Organizations: University of California, Irvine; California Institute of Technology; Flatiron Institute

Fourier transforms are extremely important in mathematics, physics, computer science and engineering. In quantum computing, the Quantum Fourier Transform (QFT) plays a starring role in quantum phase estimation and in Shor’s algorithm for integer factorisation. It was already known that the QFT has maximal operator entanglement but the authors of this paper showed that this is mainly due to a step in the process where the order of the qubits is reversed. They found that this step isn’t needed and that without it, the QFT has a different entanglement structure that makes it easier to simulate on a classical computer. They called this a “quantum-inspired classical algorithm” and showed that it can outperform the ubiquitous Fast Fourier Transform.  

Title: Exponentially tighter bounds on limitations of quantum error mitigation 
Organizations: Freie Universität Berlin; University of Copenhagen; ENS Lyon; Helmholtz-Zentrum Berlin für Materialien und Energie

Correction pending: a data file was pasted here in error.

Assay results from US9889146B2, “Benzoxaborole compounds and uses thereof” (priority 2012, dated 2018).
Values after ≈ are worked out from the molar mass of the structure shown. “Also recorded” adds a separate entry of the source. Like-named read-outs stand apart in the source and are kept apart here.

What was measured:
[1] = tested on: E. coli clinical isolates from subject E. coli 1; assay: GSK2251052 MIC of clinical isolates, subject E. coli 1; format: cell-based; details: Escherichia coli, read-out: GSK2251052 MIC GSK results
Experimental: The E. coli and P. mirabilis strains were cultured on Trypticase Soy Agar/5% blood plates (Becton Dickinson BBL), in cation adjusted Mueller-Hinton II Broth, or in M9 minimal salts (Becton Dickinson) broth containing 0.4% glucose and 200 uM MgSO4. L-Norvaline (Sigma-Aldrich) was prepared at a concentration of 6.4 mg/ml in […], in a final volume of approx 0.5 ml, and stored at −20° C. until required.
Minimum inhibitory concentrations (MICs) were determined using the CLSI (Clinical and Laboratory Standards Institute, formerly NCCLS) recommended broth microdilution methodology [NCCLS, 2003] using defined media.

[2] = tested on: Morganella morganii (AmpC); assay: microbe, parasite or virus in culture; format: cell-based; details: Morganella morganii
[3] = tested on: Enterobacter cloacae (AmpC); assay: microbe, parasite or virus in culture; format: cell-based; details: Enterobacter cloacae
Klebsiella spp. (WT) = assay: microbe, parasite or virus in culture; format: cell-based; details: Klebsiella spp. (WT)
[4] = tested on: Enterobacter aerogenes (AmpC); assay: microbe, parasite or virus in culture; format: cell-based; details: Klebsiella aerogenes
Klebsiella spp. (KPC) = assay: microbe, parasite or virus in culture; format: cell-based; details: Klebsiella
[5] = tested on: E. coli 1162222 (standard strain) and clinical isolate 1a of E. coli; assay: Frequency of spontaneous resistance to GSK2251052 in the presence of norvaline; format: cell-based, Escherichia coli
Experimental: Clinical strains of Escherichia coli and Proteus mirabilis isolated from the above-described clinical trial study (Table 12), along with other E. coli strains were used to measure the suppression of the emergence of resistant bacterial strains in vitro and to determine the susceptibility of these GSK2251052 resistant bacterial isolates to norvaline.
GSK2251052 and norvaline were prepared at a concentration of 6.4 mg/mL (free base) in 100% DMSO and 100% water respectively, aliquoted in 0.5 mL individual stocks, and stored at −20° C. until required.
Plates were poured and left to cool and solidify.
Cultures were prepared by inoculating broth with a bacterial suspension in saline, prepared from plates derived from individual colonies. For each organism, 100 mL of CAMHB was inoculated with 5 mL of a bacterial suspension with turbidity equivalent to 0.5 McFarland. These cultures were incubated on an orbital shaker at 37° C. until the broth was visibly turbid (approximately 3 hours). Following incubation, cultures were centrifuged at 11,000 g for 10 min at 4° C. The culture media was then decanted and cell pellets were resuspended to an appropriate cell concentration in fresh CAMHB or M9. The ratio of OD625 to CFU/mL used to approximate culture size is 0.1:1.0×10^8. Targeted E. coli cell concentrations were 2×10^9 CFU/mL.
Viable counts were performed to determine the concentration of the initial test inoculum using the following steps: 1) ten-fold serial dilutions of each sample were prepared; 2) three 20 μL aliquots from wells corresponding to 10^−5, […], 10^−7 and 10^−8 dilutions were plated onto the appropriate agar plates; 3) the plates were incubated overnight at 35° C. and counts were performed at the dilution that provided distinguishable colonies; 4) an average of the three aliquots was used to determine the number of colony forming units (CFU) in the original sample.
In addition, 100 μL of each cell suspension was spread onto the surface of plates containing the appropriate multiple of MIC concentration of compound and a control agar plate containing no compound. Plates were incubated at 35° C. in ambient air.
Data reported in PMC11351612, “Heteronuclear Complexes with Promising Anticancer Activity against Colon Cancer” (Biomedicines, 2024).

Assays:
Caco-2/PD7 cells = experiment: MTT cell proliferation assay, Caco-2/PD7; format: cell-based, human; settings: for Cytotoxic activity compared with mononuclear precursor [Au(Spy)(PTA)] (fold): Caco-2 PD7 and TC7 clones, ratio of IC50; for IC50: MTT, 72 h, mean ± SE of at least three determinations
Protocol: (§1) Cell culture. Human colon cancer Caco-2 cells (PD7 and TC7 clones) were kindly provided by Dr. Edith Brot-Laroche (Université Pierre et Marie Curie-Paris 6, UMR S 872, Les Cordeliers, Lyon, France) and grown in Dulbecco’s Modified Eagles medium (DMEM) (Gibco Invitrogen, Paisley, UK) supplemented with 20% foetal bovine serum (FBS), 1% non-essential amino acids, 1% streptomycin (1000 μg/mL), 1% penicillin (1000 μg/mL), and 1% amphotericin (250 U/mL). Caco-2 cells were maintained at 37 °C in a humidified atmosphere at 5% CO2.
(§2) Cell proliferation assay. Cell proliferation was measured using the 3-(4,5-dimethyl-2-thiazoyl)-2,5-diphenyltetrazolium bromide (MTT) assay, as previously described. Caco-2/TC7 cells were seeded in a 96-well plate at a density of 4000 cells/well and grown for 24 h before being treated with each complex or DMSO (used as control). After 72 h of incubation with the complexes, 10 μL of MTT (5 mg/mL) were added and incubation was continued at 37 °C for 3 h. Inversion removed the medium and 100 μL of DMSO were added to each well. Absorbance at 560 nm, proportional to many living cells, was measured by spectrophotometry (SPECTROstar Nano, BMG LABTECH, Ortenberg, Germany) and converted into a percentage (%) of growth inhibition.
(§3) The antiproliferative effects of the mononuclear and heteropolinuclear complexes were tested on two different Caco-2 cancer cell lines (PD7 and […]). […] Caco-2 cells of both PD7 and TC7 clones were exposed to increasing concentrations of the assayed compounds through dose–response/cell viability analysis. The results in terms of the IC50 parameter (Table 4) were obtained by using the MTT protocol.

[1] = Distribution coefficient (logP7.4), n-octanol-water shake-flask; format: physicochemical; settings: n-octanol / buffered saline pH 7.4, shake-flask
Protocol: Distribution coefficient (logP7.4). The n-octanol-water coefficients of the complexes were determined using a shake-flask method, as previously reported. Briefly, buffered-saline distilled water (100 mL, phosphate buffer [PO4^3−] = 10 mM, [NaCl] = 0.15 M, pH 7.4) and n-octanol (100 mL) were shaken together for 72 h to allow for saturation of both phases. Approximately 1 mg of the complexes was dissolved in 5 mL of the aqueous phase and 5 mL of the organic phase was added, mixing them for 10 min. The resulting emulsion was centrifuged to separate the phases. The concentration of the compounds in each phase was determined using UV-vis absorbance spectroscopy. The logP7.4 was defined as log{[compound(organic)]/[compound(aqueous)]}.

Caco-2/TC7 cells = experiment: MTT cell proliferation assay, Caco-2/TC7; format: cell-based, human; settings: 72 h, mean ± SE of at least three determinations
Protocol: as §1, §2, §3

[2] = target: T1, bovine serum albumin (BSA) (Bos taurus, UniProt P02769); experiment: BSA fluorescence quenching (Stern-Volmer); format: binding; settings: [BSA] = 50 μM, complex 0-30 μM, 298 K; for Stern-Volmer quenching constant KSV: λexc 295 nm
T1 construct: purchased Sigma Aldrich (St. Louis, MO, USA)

Quantum error mitigation (QEM) schemes are of great interest because they require few additional quantum resources and yet promise to enable useful quantum computations in the NISQ era. Their advantages have been demonstrated on the small quantum processors that are available today. However, theoretical results can let us know what to expect as the devices grow in their quantum volume and this work proves that the QEM protocols (that fall into its framework) perform exponentially poorly in both circuit depth and circuit width. The theory is a worst-case analysis and so further research is needed to see if the results apply to typical quantum circuits. 

October 29, 2022